HC Deb 08 April 1853 vol 125 cc807-8

said, he wished to know from the First Lord of the Admiralty whether he had received any memorial from Barbadoes, and other places, complaining of delays and irregularities in respect to the West India Mail-packet service; and, if so, whether any steps had been taken to enforce a more due performance of the contract?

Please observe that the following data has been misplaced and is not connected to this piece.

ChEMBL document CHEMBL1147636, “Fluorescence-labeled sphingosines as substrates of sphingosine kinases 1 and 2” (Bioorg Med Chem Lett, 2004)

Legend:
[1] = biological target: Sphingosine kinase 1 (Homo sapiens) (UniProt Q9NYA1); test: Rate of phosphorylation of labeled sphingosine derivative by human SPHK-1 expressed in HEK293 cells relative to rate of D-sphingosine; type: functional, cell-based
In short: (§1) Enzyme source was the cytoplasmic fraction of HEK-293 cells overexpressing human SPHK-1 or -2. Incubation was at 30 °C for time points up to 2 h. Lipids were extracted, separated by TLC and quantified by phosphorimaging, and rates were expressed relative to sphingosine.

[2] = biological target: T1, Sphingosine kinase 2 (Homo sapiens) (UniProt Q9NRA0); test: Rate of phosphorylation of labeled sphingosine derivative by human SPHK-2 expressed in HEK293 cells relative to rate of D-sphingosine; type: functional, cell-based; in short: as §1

was very sorry to state to the House that complaints were pouring in from every quarter in respect to the irregularity with which the contract of the West India Mail packet Company was fulfilled. Those complaints came from all the principal outports of the United Kingdom—from Liverpool, Bristol, Belfast, and Glasgow. The complaints were not confined to the United Kingdom, but came also, as the hon. Member had observed, from West India Colonies, on the other side of the Atlantic. The country, under the contract, paid to that company 270,000l. a year for the conveyance of mails, and since the contract had been entered into, large importations of treasure had been a source of great profit to the company. Notwithstanding all these profits, he was sorry to say, that the irregularity with which the contract was performed had increased. The company contended that irregularities in point of time did not void the contract. That was a question of law, and it was now submitted to the law officers. The Government was resolved, if these irregularities could not be remedied, to set aside the contract, if the law would permit it.